The cattle in this study are part of the University of Florida multi-breed herd of cattle that range from 100% Angus to 100% Brahman. Cattle were classified into six different groups based on their expected Angus and Brahman breed composition. Based on the Angus composition, the grouping was as follows: 1 = 100 to 80%; 2 = 79-65%; 3 = 62.5% (Brangus); 4 = 59 to 40%; 5 = 39 to 20%; 6 = 19 to 0%. When steers reached 1.27 cm of fat thickness over the ribeye, they were transported to a commercial packing plant and harvested using established USDA-FSIS procedures. A steak 2.54 cm thick from the Longissimus dorsi muscle between the 12th and 13th rib was sampled per animal. Steaks were transported to the Meat Science laboratory of the Department of Animal Sciences at University of Florida, vacuum packaged, aged for 14 days from the harvest date at 2°C, and then frozen at -20°C. A thin shaving of each steak trimmed of external fat and connective tissue was powdered and analyzed at Iowa State University for fatty acid and mineral composition.
Saturated fatty acids (SFA) are known to have a negative effect on human health, while mono- (MUFA) and polyunsaturated fatty acids (PUFA) are known to have a positive effect. In this initial set of animals, there was no significant difference in the amount of monounsaturated fatty acids among the different breed groups (MUFA ranged for 44.2% to 45.8%). A beneficial trend was found in both the saturated and polyunsaturated fatty acids with the SFA declining from 51.3% to 47.5% and the PUFA increasing from 4.3% to 6.9% as the percentage of Brahman increased from 0 to 100% (Figure 1).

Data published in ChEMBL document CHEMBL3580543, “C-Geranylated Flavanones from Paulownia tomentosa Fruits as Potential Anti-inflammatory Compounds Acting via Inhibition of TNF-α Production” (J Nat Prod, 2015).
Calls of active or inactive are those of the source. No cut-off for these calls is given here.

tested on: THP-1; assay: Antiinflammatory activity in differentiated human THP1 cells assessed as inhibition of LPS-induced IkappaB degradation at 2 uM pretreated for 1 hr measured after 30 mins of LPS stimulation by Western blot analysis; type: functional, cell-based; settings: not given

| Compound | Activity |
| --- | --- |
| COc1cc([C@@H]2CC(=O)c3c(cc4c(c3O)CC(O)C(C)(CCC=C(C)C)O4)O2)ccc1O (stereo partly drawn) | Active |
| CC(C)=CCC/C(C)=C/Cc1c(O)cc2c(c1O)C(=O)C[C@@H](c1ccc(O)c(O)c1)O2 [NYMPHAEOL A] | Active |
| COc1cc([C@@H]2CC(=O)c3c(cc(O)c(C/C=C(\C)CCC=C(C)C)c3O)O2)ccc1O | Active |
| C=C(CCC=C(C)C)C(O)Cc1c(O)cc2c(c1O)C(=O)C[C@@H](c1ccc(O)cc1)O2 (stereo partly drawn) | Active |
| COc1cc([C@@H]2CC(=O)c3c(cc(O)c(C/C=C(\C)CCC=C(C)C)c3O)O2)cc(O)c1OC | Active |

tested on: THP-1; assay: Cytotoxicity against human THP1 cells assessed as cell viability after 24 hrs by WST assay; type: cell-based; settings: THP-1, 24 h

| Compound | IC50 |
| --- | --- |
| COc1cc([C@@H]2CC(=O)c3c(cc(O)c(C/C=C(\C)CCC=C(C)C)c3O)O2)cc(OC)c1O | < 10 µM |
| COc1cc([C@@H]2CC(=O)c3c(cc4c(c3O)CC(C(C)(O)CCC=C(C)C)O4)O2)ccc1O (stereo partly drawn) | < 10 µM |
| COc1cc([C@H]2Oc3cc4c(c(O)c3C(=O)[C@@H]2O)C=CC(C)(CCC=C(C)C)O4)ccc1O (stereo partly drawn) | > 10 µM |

These findings could be great news for producers raising Brahman-influenced cattle as our preliminary data shows they may have an advantage of a healthier fatty acid composition. In this dataset, nutrient profiles of beef were not uniform across cattle, and variation in fatty acid composition is partially attributable to genetic factors. Furthermore, part of this variation can be credited to Brahman percentage, allowing for new opportunities for cattle producers utilizing Bos indicus influenced breeds.
This may open the door for producers utilizing Bos indicus breeds to appeal to health-conscious consumers through marketing beef that has a more desirable fatty acid composition. Additionally, researchers will continue working towards finding genetic markers that will allow producers to identify and select for animals that will produce beef with higher percentages of polyunsaturated fatty acids and lower percentages of saturated fatty acids. Now more than ever, beef producers are exploring new ways to market their product. Beef with an improved nutritional fatty acid profile creates a product marketable to consumers who place value on health attributes over high marbling. Rather than Bos indicus influenced cattle taking a hit for those cattle that don’t reach the choice mark, producers should market this leaner product for its favorable attributes. Focusing research and promotion efforts towards nutritional and health benefits of beef could result in a very profitable future for Brahman-influenced cattle producers.